Numbers Versus Engagement: How Big is Your Community?
Sheer numbers versus engagement.
This argument has played out many times between clients, agencies and social media ‘gurus’.
When analysing the success of your efforts on social media networks like Facebook and Twitter, should your performance be measured in terms of community growth or engagement rates?
A recent study we did in to a number of local brands suggests that South African organisations are still highly focused on how many ‘Likes’ their page has.
Using the Engagement Rate metric (number of responses per day, divided by number of posts, divided by number of followers, multiplied by 100), we found that despite hundreds of thousands of community members, many well-known brands are still failing to get consumers talking.
The most worrying thing about this is that social media is inherently social.
It’s not a collection contest, in which you shove consumers into a leather-bound suitcase and forget about them, it’s a great way of encouraging people to interact with brands on a personal level in a way they might not be able to when staring at a newspaper advertisement or shouting at their car radio.
That being said, if local organisations are still heavily reliant on community growth to measure success in the online realm, how are digital teams attracting new followers?
Organic growth is reasonably easy to achieve if you’re a big brand. If you’re not, however, persuading buyers to hit ‘Like’ or ‘Follow’ can be a tough nut to crack.
One of the best ways to encourage this kind of advocacy is to leverage campaign based efforts to inspire the man on the street to digitally endorse your brand.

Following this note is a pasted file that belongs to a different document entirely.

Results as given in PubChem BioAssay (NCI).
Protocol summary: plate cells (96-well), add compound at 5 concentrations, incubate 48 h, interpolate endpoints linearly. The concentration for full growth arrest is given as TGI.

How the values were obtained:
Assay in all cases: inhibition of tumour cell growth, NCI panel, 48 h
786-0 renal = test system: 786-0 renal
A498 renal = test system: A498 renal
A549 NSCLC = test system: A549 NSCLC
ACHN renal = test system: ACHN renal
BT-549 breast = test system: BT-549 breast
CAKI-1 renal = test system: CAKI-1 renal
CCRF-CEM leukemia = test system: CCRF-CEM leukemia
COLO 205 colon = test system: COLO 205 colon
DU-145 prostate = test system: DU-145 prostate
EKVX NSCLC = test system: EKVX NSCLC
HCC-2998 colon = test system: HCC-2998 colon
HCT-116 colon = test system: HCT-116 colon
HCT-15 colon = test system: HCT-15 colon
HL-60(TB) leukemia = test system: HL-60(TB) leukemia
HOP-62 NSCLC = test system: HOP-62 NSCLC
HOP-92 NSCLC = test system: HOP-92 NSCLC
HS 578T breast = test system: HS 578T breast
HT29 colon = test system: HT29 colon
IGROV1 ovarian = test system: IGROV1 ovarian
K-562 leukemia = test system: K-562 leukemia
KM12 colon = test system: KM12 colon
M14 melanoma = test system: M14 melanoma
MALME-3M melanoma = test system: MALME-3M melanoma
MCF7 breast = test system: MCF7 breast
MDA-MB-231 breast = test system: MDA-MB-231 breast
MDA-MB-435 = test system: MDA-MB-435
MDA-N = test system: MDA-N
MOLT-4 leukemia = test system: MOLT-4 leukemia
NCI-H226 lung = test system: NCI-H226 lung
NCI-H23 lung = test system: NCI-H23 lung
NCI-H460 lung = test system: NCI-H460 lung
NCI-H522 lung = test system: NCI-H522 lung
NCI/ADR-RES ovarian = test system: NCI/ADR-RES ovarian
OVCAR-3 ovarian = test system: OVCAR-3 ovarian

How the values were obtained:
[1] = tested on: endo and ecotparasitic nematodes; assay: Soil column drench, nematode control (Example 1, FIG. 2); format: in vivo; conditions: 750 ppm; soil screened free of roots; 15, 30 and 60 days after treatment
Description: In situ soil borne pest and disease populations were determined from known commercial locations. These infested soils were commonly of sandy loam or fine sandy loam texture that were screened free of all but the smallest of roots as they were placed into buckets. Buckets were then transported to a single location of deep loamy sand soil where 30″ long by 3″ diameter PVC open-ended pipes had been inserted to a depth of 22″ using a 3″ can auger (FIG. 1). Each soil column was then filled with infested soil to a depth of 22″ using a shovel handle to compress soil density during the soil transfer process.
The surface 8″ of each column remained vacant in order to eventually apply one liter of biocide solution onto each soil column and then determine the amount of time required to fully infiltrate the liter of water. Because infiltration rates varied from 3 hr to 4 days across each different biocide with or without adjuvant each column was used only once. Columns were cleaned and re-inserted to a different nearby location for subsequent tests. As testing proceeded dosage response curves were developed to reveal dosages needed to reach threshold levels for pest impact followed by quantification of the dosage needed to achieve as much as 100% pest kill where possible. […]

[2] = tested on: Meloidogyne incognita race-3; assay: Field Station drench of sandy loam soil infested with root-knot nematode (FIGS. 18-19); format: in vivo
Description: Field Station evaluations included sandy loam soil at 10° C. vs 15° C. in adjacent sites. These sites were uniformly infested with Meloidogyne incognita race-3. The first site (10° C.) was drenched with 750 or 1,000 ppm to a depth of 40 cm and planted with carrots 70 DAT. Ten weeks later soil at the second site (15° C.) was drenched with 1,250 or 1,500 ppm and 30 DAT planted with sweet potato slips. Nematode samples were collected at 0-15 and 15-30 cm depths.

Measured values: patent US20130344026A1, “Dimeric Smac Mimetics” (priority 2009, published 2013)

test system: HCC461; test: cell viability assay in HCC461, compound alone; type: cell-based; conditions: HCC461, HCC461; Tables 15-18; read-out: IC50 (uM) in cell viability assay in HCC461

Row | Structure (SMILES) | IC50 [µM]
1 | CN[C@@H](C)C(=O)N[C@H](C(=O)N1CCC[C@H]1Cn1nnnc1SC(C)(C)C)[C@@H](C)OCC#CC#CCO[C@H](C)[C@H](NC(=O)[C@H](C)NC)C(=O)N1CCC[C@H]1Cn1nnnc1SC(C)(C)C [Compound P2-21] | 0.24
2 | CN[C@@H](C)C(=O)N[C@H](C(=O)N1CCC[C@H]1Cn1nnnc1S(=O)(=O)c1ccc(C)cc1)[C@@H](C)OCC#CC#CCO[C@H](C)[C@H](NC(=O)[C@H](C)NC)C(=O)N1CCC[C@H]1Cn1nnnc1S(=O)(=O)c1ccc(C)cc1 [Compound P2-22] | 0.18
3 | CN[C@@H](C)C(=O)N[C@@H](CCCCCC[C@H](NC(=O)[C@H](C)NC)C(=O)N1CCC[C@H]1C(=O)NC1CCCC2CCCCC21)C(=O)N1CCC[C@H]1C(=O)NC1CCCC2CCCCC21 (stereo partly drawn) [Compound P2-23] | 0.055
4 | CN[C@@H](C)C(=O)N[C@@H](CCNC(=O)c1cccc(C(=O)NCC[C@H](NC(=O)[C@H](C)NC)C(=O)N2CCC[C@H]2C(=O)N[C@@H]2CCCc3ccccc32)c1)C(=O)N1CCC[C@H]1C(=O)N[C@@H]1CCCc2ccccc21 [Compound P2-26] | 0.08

PPC (Pay Per Click) advertising is one of the most effective ways to build a loyal Facebook following. Thanks to the platform’s numerous and advanced advertising offerings, it’s easier than ever to reach the right people in the right way.
The greatest drawback is the budget that is required and the kind of person you might be attracting.
These days, it’s hard to entice consumer attention without the promise of free stuff. That being said, if you’re promising free stuff, you may find yourself seeding content to a community which is exclusively interested in giveaways.
Giveaways, when facilitated within the confines of social media Terms and Conditions (see Facebook’s thoughts on the matter here) is often a great way to encourage both community growth and interaction.
The downside, once again, is that an excessive focus on this kind of content may attract the wrong sentiment within the community.
Fantastically creative digital campaigns are arguably the best way to facilitate community growth.
Not only do these efforts encourage buyers to follow your brand, they also generate conversation – marrying the best of both worlds.
In this case, the adage that ‘if it was easy, everyone would be doing it’ really applies.
This kind of strategy requires brand leadership, a keen understanding of the consumer and the ability to execute the campaign perfectly.
Read our thoughts on the kind of viral content that often props these marketing drives up, offering them a level of talkability afforded by millions, here.
That being said – is the size of your community really the best way to gauge success online?
This attitude harks back to the days of traditional advertising, where delivery platforms (radio, television etc) were measured purely on their ability to reach as many people as possible.
Unfortunately, without a clear substitute, these metrics were applied to the social web – despite the fact that this medium is vastly different from anything that has preceded it.
Although actually an audience to communicate with is a vital factor in terms of effectiveness of community management strategies, it should not be the only measure of success.
Instead, we endorse an integrated approach which considers both engagement and growth.
-Tom Manners – MD,Clockwork Media